“If Russia continues on its current path, it is quite easy to see how the most recent sanctions could only be the first steps in a serious and lasting severance of Russia’s financial and economic ties with the rest of the world.” wrote Oliver Allen of Capital. Economy in a report.

ASK FOR CASH

Russia’s major banks are also banned from the SWIFT messaging network that facilitates billions of dollars in financial transactions worldwide, making it difficult for lenders and businesses to make and receive payments.

Nabiullina said Russia had an internal replacement for SWIFT that foreign counterparts could connect to, but did not provide details.

She said the banking sector is facing “a structural liquidity shortage” due to high demand for cash, and that the central bank was willing to support it.

“The central bank will be flexible to use all the necessary tools … banks will have sufficient coverage to attract central bank funding,” Nabiullina said.

Russians lined up at ATMs on Sunday, fearing the sanctions would lead to cash shortages and disrupt payments.

All banks would meet their obligations and the money in their accounts is safe, Nabiullina said, although the central bank recommended banks restructure some customers’ loans.

The European branch of Sberbank, Russia’s largest lender, would go bankrupt, the European Central Bank warned Monday after a run on its deposits following the backlash from Russia’s invasion of Ukraine.

Nabiullina said further monetary policy decisions would be guided by central banks’ assessment of external risks, adding that she would be flexible in her decisions given the “abnormal situation” facing the financial system and the economy.

She spoke as ceasefire negotiations between Russian and Ukrainian officials began on the Belarusian border.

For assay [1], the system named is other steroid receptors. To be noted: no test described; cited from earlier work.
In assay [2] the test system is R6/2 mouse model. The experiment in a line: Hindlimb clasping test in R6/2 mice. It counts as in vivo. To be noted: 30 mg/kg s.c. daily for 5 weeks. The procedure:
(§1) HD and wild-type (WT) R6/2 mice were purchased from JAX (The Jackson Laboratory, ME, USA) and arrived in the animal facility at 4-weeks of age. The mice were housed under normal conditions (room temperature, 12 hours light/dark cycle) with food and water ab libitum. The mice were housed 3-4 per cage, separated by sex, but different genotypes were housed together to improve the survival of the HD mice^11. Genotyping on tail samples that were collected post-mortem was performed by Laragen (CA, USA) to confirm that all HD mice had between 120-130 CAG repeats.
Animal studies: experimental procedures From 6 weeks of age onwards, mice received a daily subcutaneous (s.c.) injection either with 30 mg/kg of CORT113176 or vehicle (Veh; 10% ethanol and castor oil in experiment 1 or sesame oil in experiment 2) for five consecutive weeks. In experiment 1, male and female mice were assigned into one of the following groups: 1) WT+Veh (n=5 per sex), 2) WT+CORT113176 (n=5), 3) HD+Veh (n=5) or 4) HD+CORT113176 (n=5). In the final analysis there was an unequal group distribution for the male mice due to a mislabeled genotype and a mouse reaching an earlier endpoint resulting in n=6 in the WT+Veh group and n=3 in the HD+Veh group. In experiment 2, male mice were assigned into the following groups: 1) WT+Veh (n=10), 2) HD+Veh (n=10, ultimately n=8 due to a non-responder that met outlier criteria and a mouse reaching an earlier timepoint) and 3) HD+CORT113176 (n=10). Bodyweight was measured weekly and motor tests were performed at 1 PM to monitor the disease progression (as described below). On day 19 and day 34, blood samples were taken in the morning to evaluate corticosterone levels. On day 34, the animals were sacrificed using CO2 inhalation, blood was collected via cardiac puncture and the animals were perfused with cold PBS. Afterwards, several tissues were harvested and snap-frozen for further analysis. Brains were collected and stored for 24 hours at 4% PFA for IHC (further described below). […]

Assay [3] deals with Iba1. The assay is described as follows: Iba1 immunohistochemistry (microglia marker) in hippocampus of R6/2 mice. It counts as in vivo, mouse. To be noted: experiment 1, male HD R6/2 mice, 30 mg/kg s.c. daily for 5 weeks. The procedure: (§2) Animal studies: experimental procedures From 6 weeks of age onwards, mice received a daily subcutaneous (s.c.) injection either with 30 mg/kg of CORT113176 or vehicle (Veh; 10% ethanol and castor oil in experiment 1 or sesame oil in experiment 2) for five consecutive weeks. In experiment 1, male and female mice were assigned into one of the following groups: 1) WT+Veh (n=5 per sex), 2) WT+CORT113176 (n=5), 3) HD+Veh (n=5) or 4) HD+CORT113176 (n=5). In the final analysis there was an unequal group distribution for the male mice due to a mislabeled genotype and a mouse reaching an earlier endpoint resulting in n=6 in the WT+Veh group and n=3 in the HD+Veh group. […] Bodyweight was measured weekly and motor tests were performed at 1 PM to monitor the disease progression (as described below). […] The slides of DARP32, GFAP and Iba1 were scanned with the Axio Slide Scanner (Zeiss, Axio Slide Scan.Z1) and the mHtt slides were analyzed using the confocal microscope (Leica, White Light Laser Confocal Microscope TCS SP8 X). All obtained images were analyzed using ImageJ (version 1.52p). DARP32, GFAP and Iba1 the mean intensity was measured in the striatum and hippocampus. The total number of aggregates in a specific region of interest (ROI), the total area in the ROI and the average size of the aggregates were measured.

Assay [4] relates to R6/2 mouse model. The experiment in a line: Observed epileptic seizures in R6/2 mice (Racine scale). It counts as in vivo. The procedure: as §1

The ruble ended about 14% lower against the US dollar.

DEBT STANDARD?

The Institute of International Finance (IIF), a trade group that represents major banks, warned on Monday that Russia was very likely to default on its foreign debts and that its economy will shrink by double digits this year following new retaliatory measures by the government. West.

The central bank and the Treasury Department did not immediately respond to a request from Reuters for comment on the IIF assessment.

Earlier, Finance Minister Anton Siluanov said the government is ready to strengthen the capital base of commercial banks if necessary.

An order that Russian brokers reject sales orders for Russian securities from foreign clients would complicate plans by Norway’s and Australia’s sovereign wealth funds to reduce exposure to Russian-listed companies.

It was also unclear how energy wholesaler BP (NYSE:) Plc, Russia’s largest foreign investor, would act on a decision to give up its stake in state oil company Rosneft for up to $25 billion.

JPMorgan (NYSE:) Asset Management on Monday suspended its JPM Emerging Europe Equity fund, a source familiar with the matter said, and Danske Invest of Denmark said it had suspended trading equity funds with significant exposure to Russian stocks.

World Bank HSBC and the world’s largest aircraft leasing company, AerCap, are among other Western companies looking to exit Russia over its actions in Ukraine, which Moscow has characterized as a “special operation.”